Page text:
Getting the blues: Transfer ware translated
by threecontemporary artists By Shax Riegler
ou can only imagine what the china connoisseur in Edward Lamson Henry’s 1889 A
Lover of Old China might think upon encoun-tering a plate made by one of the three contemporary artists shown here. We, on the other hand, might be equally disconcerted by the notion that there could be anything contemporary or even modern about a transfer-ware plate. In fact, when modern ceramics come to mind we are bound to envision a simple functional shape, obviously created by hand, coated in a glaze of a rich but subtle hue. That is the legacy of the studio pottery movement that began in Britain in the early twentieth century with ceramists such as Bernard Leach, Lucy Rie, and others. And yet the three artists profiled here are making us take a second look at a medium that has grown stale with familiarity over the last hundred years.
Paul Scott: Artful anachronism
aul Scott escaped into ceramics at England’s Manchester Metropolitan University’s School of Art. Originally studying painting and printmaking, he found the new medium liberating. “On the first day the tutor came in wearing a deerstalker, carrying a suitcase, with a pocket square and a clay pipe. It was all ceramic. If you could make things like that, I wanted to do that.” Nowadays, Scott has developed a following, but forty years ago he couldn’t get his work shown because the ceramics world was still dominated by the legacy of the studio pottery movement. “It was all about function and form,” he recalls. “And they looked down on anything printed or associated with industrial production. Art galleries wouldn’t show my work because it was on a plate. Contemporary ceramics places looked at my work with disbelief and horror. There was a sort of incomprehension of what I was doing. I would be told ‘Your work doesn’t consider the form.’ And I would have to say, ‘But I’m not interested in the form.’” With his background in painting and printmaking, Scott was drawn to investigate the archives of Europe’s great ceramic makers, including Copeland/Spode, Egersund, Gustavsberg, and Rörstrand. At first, some of the manufacturers were reluctant to let him in, fearing that he was a spy who would make off with their trade secrets and intellectual property. But as many of these factories fell on hard times they began to allow him access. His subsequent
Facing page: A Lover of Old China by Edward Lamson Henry (1841–1919), 1889. Oil on academy board, 14 by 12 inches. Shelburne Museum, Vermont. This page: “Sellafield the Decommissioning Series,” 2014, from Scott’s Cumbrian Blue(s), English Scenery series by Paul Scott. In-glaze decal on a Poultney and Company, Bristol, earthenware platter of c. 1900; length 18 inches.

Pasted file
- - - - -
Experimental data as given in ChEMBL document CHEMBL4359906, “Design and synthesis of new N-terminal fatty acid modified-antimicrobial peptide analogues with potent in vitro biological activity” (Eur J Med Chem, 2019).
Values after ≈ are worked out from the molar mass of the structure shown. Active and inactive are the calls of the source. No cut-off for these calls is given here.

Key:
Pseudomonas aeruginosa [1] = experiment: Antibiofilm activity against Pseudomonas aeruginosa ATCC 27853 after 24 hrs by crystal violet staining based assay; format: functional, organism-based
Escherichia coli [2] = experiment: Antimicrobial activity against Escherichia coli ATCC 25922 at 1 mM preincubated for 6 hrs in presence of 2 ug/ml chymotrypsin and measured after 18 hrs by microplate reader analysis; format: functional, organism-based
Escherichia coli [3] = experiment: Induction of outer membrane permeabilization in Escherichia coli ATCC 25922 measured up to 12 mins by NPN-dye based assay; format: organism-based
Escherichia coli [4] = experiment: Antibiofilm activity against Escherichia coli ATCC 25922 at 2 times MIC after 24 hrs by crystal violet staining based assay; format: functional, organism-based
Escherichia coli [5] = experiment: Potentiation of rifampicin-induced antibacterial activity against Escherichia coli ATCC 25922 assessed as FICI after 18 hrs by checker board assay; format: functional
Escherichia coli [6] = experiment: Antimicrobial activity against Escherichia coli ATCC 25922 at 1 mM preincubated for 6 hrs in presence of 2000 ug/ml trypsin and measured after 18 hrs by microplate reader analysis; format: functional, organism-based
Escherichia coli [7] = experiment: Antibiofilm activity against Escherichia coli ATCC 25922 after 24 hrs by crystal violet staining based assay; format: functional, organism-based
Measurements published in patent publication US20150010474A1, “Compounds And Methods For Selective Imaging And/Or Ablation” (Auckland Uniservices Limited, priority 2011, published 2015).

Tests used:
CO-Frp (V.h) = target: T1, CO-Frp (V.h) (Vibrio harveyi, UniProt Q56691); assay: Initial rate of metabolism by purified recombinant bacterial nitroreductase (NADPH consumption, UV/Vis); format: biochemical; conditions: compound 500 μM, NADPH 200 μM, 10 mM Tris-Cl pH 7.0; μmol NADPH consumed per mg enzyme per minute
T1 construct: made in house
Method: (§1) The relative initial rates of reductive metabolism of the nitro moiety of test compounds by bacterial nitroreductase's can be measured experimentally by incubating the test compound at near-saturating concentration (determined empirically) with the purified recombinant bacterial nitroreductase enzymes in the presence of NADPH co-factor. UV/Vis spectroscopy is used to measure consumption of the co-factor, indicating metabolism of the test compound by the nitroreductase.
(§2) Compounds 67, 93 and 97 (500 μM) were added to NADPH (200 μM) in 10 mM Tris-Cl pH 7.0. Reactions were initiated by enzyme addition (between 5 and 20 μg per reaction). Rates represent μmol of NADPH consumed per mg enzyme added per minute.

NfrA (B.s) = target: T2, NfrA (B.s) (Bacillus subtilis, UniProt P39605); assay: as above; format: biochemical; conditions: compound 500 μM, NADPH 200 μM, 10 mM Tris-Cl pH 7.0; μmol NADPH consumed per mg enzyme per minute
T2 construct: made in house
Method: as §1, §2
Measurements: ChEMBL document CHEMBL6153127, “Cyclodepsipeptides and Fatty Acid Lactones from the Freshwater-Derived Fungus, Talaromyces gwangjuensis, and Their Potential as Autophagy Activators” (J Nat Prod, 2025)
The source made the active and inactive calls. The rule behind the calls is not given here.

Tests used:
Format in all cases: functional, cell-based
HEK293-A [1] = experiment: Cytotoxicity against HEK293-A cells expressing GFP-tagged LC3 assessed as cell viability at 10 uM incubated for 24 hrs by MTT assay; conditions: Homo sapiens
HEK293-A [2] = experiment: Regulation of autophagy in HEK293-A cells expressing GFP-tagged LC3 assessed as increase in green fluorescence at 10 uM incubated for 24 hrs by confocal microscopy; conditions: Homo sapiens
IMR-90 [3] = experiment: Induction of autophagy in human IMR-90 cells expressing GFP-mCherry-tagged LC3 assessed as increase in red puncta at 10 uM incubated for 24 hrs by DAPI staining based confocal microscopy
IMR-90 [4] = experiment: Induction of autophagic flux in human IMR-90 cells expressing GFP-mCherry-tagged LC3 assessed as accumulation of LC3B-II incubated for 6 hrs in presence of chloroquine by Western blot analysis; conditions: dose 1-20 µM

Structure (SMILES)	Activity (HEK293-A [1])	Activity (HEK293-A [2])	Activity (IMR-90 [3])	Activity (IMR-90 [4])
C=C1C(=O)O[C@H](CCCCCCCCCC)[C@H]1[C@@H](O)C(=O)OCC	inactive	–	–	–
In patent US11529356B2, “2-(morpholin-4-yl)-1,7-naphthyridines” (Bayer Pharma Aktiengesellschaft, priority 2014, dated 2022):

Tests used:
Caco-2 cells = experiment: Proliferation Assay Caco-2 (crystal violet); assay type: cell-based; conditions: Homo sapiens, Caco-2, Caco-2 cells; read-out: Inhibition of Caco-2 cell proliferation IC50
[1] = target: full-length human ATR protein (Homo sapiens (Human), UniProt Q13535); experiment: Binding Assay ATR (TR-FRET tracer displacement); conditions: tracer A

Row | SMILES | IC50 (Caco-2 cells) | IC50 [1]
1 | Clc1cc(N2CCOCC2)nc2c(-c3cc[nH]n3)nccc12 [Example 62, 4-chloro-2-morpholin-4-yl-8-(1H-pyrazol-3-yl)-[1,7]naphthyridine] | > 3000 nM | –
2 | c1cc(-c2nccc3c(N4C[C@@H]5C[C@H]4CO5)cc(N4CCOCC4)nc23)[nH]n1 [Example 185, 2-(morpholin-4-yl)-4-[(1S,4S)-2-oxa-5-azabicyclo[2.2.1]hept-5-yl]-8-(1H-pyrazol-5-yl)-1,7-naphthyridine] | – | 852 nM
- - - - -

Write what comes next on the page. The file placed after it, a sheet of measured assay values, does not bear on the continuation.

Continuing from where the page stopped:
“Pastoral,” 2014, from Scott’s Cumbrian Blue(s), English Scenery series. In-glaze decal collage and gold luster on plate by Alfred Meakin c. 1960; diameter 9 ⅞ inches. “Fukushima,” 2014, from Scott’s Cumbrian Blue(s)series. In-glaze decal collage on broken and re-assembled Willow pattern platter marked “Japan,” c. 1965, with wave insert from “erased” Willow platter, c. 1840. Brass pins, gold leaf, tile cement, and epoxy resin; length 18 ¼ inches.
AndrewSteinRaftery: A year in the garden
“Castle Buddleia,” 2015, from Scott’s Cumbrian Blue(s) series. Transfer-ware collage, kintsugi, and gold leaf; length 20 ¾ inches. In this platter Scott fused together pieces of two early nineteenth-century Spode patterns, “Castle” and “Buddleia.” “Palestine, Gaza,” 2015, from Scott’s Cumbrian Blue(s) series. In-glaze decal collage and gold luster on a Staffordshire “Palestine” platter by William Adams, c. 1840; length 15 inches. “Temple” pattern platter, Spode, c. 1815. Transferprinted earthenware, length 15 ¾ inches. Scott takes inspiration from this strikingly contemporary-looking piece made in the early nineteenthcentury and now in his personal collection.
work has enabled others to see the value in this historic material and work to rescue it. Scott has pioneered the idea of collage in ceramics. He has made platters that are fused mash-ups of two or three old patterns. “I’m intrigued by the juxtaposition of familiar patterns,” he says. “It’s interesting to slice a pattern in half and put it next to another and you can still recognize them. People are so familiar with transfer ware—overly familiar with it—that they often don’t really see it anymore.” He also makes use of found objects. For his Cuttings series he harvests details from shards of old transfer ware and then embeds them in new pieces, or simply lets the cutouts stand on their own. Some of his most powerful work is created in response to an individual piece he’s picked up somewhere. For many of these, he infuses idyllic pastoral landscapes with modern structures like wind turbines. “When I first inserted a nuclear power plant into a transfer-ware plate, people were gobsmacked,” he says. On a plate printed with a classic nineteenthcentury pattern showing a fantasy Middle Eastern